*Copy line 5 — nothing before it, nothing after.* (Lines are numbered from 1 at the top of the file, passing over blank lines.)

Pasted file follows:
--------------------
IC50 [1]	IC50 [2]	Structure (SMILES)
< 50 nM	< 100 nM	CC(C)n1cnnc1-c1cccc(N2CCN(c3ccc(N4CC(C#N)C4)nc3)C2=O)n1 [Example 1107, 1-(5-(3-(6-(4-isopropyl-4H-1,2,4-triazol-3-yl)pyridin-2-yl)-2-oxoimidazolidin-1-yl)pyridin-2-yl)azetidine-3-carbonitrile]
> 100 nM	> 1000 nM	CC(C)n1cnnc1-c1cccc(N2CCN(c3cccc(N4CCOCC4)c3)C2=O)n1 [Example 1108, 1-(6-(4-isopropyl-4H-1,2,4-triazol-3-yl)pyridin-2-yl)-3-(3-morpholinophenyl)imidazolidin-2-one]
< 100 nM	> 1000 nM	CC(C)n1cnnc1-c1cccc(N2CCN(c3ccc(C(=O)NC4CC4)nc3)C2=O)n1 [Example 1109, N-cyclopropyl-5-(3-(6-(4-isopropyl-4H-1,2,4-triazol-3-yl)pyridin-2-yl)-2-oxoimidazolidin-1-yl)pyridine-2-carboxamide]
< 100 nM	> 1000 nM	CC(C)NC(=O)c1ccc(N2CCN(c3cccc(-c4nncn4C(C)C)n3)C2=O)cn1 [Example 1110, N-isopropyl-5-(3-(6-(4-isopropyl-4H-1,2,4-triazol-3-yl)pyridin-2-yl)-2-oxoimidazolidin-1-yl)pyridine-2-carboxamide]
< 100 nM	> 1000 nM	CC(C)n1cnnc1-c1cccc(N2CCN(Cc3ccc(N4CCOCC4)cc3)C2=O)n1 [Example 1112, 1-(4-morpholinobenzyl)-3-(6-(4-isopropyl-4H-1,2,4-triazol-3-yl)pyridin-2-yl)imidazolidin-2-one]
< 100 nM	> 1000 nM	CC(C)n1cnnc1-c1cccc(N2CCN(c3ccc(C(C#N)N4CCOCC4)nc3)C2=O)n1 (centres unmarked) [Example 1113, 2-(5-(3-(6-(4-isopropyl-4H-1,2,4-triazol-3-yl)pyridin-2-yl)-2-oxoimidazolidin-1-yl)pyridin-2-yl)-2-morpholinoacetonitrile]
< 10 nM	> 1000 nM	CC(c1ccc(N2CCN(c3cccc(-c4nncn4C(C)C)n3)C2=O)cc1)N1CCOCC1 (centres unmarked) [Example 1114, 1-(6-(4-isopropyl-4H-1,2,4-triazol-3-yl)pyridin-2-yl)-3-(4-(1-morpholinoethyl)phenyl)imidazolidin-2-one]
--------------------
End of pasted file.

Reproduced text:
< 100 nM	> 1000 nM	CC(C)NC(=O)c1ccc(N2CCN(c3cccc(-c4nncn4C(C)C)n3)C2=O)cn1 [Example 1110, N-isopropyl-5-(3-(6-(4-isopropyl-4H-1,2,4-triazol-3-yl)pyridin-2-yl)-2-oxoimidazolidin-1-yl)pyridine-2-carboxamide]